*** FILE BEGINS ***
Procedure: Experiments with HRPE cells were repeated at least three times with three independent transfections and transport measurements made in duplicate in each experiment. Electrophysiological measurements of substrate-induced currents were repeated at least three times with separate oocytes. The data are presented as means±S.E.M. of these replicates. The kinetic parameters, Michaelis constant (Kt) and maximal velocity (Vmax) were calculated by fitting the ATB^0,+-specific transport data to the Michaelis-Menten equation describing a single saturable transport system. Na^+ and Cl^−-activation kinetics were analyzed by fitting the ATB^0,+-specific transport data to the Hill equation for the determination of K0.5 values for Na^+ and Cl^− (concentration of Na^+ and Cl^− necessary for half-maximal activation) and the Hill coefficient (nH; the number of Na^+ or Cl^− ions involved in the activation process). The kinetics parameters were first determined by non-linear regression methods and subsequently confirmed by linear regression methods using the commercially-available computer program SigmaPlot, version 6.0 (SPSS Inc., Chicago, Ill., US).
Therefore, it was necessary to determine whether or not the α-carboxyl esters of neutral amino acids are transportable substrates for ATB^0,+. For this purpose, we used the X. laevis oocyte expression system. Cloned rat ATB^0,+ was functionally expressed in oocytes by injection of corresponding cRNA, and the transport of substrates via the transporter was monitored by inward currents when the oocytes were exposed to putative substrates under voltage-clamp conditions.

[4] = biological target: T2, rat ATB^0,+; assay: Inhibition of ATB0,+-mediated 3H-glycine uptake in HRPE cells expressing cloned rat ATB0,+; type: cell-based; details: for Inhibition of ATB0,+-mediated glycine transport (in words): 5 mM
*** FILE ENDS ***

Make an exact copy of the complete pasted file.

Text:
Procedure: Experiments with HRPE cells were repeated at least three times with three independent transfections and transport measurements made in duplicate in each experiment. Electrophysiological measurements of substrate-induced currents were repeated at least three times with separate oocytes. The data are presented as means±S.E.M. of these replicates. The kinetic parameters, Michaelis constant (Kt) and maximal velocity (Vmax) were calculated by fitting the ATB^0,+-specific transport data to the Michaelis-Menten equation describing a single saturable transport system. Na^+ and Cl^−-activation kinetics were analyzed by fitting the ATB^0,+-specific transport data to the Hill equation for the determination of K0.5 values for Na^+ and Cl^− (concentration of Na^+ and Cl^− necessary for half-maximal activation) and the Hill coefficient (nH; the number of Na^+ or Cl^− ions involved in the activation process). The kinetics parameters were first determined by non-linear regression methods and subsequently confirmed by linear regression methods using the commercially-available computer program SigmaPlot, version 6.0 (SPSS Inc., Chicago, Ill., US).
Therefore, it was necessary to determine whether or not the α-carboxyl esters of neutral amino acids are transportable substrates for ATB^0,+. For this purpose, we used the X. laevis oocyte expression system. Cloned rat ATB^0,+ was functionally expressed in oocytes by injection of corresponding cRNA, and the transport of substrates via the transporter was monitored by inward currents when the oocytes were exposed to putative substrates under voltage-clamp conditions.

[4] = biological target: T2, rat ATB^0,+; assay: Inhibition of ATB0,+-mediated 3H-glycine uptake in HRPE cells expressing cloned rat ATB0,+; type: cell-based; details: for Inhibition of ATB0,+-mediated glycine transport (in words): 5 mM